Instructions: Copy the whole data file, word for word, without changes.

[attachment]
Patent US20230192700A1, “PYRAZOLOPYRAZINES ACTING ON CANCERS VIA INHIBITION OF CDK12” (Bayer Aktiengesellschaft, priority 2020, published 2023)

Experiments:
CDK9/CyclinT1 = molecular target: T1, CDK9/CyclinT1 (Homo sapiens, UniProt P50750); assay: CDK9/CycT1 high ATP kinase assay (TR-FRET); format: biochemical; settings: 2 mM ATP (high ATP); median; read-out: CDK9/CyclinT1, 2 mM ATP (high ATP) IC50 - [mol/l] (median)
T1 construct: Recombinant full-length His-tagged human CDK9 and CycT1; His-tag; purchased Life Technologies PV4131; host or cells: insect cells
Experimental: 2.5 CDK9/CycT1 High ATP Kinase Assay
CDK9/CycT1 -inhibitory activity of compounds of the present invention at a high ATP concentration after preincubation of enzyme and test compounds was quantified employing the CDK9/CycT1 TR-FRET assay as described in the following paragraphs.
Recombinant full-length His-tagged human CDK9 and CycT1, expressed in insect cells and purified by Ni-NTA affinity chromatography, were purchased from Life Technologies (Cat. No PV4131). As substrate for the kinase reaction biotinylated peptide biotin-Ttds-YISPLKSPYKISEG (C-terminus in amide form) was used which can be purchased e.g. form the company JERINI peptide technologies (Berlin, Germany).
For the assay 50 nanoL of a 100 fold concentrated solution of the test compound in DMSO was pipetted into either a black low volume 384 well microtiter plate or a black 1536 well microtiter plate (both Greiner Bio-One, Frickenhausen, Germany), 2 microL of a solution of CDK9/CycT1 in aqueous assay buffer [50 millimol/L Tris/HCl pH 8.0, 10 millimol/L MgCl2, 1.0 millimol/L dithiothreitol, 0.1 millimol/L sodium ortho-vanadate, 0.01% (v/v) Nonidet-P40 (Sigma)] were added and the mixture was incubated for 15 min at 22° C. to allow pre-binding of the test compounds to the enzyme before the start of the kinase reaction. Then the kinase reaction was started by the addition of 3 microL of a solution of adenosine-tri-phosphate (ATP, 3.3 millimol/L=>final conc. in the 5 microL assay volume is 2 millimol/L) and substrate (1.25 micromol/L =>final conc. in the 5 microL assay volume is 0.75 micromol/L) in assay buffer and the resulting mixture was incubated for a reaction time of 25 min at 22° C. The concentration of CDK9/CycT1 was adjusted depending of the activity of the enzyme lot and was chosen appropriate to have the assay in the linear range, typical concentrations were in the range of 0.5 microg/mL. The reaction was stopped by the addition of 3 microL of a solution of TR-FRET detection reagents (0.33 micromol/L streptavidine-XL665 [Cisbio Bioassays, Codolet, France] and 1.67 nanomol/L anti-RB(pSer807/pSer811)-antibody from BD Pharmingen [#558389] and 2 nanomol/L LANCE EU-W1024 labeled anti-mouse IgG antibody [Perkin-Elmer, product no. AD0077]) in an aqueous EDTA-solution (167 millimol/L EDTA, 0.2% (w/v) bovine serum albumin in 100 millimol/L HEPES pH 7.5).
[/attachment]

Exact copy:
Patent US20230192700A1, “PYRAZOLOPYRAZINES ACTING ON CANCERS VIA INHIBITION OF CDK12” (Bayer Aktiengesellschaft, priority 2020, published 2023)

Experiments:
CDK9/CyclinT1 = molecular target: T1, CDK9/CyclinT1 (Homo sapiens, UniProt P50750); assay: CDK9/CycT1 high ATP kinase assay (TR-FRET); format: biochemical; settings: 2 mM ATP (high ATP); median; read-out: CDK9/CyclinT1, 2 mM ATP (high ATP) IC50 - [mol/l] (median)
T1 construct: Recombinant full-length His-tagged human CDK9 and CycT1; His-tag; purchased Life Technologies PV4131; host or cells: insect cells
Experimental: 2.5 CDK9/CycT1 High ATP Kinase Assay
CDK9/CycT1 -inhibitory activity of compounds of the present invention at a high ATP concentration after preincubation of enzyme and test compounds was quantified employing the CDK9/CycT1 TR-FRET assay as described in the following paragraphs.
Recombinant full-length His-tagged human CDK9 and CycT1, expressed in insect cells and purified by Ni-NTA affinity chromatography, were purchased from Life Technologies (Cat. No PV4131). As substrate for the kinase reaction biotinylated peptide biotin-Ttds-YISPLKSPYKISEG (C-terminus in amide form) was used which can be purchased e.g. form the company JERINI peptide technologies (Berlin, Germany).
For the assay 50 nanoL of a 100 fold concentrated solution of the test compound in DMSO was pipetted into either a black low volume 384 well microtiter plate or a black 1536 well microtiter plate (both Greiner Bio-One, Frickenhausen, Germany), 2 microL of a solution of CDK9/CycT1 in aqueous assay buffer [50 millimol/L Tris/HCl pH 8.0, 10 millimol/L MgCl2, 1.0 millimol/L dithiothreitol, 0.1 millimol/L sodium ortho-vanadate, 0.01% (v/v) Nonidet-P40 (Sigma)] were added and the mixture was incubated for 15 min at 22° C. to allow pre-binding of the test compounds to the enzyme before the start of the kinase reaction. Then the kinase reaction was started by the addition of 3 microL of a solution of adenosine-tri-phosphate (ATP, 3.3 millimol/L=>final conc. in the 5 microL assay volume is 2 millimol/L) and substrate (1.25 micromol/L =>final conc. in the 5 microL assay volume is 0.75 micromol/L) in assay buffer and the resulting mixture was incubated for a reaction time of 25 min at 22° C. The concentration of CDK9/CycT1 was adjusted depending of the activity of the enzyme lot and was chosen appropriate to have the assay in the linear range, typical concentrations were in the range of 0.5 microg/mL. The reaction was stopped by the addition of 3 microL of a solution of TR-FRET detection reagents (0.33 micromol/L streptavidine-XL665 [Cisbio Bioassays, Codolet, France] and 1.67 nanomol/L anti-RB(pSer807/pSer811)-antibody from BD Pharmingen [#558389] and 2 nanomol/L LANCE EU-W1024 labeled anti-mouse IgG antibody [Perkin-Elmer, product no. AD0077]) in an aqueous EDTA-solution (167 millimol/L EDTA, 0.2% (w/v) bovine serum albumin in 100 millimol/L HEPES pH 7.5).